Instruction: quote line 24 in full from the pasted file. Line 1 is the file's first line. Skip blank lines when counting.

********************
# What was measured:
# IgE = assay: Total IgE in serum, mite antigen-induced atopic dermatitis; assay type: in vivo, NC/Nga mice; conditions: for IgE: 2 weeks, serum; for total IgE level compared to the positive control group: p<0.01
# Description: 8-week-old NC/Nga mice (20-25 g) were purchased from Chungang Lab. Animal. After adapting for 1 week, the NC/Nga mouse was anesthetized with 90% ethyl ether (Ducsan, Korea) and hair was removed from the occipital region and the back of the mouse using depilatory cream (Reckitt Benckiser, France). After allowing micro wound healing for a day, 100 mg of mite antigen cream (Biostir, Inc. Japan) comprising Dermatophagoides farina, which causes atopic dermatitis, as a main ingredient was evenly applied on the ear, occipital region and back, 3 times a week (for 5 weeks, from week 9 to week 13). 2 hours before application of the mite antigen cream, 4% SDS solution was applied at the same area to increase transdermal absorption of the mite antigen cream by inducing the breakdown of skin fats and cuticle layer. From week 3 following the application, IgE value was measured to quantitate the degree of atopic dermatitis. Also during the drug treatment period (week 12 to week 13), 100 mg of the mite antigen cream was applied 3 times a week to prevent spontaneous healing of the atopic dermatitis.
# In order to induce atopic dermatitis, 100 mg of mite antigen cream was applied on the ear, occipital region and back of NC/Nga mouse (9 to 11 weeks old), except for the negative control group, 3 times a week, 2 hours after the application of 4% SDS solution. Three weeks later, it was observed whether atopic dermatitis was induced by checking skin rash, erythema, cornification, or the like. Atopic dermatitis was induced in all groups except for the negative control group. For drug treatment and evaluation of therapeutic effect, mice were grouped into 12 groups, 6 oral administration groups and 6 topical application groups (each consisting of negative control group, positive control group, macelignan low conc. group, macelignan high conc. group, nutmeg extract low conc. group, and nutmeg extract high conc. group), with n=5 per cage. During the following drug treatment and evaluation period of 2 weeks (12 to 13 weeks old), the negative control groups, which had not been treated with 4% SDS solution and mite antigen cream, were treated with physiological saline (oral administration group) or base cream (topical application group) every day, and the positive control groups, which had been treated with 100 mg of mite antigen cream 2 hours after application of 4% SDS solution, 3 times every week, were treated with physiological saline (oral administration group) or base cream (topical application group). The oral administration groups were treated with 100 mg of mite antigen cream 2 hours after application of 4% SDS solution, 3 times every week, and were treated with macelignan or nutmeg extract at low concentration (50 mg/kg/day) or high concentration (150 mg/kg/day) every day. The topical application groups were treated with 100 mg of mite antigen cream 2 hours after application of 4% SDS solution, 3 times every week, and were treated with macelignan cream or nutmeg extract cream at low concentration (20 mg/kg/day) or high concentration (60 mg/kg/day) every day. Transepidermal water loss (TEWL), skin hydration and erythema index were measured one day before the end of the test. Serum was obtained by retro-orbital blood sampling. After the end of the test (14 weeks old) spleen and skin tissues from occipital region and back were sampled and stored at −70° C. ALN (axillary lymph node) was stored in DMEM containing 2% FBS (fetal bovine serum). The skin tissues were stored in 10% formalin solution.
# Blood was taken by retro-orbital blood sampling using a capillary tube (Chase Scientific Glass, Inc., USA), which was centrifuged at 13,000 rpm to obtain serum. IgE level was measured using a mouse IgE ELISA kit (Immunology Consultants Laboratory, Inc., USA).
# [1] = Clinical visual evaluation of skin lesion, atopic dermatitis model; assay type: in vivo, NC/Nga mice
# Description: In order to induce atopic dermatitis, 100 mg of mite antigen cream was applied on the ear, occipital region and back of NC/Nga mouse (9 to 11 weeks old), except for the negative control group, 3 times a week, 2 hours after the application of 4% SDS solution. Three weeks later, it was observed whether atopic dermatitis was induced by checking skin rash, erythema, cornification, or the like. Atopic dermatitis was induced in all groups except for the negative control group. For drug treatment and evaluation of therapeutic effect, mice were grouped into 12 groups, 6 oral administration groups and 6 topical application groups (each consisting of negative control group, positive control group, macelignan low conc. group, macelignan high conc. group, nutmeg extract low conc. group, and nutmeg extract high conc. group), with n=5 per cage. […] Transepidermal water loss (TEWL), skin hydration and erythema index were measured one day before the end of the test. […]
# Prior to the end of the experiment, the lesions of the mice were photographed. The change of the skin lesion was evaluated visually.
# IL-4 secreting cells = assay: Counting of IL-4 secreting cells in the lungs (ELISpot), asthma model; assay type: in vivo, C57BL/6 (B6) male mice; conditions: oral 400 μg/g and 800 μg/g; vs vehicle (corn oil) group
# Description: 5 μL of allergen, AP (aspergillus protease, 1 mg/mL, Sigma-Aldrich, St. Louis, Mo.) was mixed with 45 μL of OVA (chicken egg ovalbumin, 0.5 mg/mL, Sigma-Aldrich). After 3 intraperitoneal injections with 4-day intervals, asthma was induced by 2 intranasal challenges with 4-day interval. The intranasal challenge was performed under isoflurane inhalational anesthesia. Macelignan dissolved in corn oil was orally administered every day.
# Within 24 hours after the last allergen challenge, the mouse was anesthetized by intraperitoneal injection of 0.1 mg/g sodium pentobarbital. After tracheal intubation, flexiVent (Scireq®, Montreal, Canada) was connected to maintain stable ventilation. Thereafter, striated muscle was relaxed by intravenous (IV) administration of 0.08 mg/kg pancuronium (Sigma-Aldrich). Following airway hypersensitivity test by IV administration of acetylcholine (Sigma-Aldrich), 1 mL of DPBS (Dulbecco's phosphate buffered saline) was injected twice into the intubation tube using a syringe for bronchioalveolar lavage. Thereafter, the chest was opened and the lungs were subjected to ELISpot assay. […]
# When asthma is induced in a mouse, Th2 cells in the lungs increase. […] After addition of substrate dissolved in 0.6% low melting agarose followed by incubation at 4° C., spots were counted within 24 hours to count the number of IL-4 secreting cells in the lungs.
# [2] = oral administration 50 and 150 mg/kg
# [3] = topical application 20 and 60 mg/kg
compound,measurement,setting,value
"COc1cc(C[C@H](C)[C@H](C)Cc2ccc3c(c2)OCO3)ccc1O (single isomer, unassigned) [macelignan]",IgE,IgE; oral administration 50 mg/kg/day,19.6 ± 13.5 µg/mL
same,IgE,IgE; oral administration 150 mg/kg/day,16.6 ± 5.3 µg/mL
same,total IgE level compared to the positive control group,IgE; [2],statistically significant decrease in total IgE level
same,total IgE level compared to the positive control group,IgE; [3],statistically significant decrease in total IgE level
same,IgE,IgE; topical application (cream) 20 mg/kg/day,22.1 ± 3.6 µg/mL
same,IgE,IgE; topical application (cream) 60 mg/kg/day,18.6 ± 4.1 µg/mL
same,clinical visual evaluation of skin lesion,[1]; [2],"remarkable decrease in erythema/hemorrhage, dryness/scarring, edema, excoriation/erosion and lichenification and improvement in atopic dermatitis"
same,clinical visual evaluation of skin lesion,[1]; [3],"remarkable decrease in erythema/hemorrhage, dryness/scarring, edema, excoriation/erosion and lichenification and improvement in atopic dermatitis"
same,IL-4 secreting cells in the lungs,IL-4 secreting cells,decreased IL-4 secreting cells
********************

same,IL-4 secreting cells in the lungs,IL-4 secreting cells,decreased IL-4 secreting cells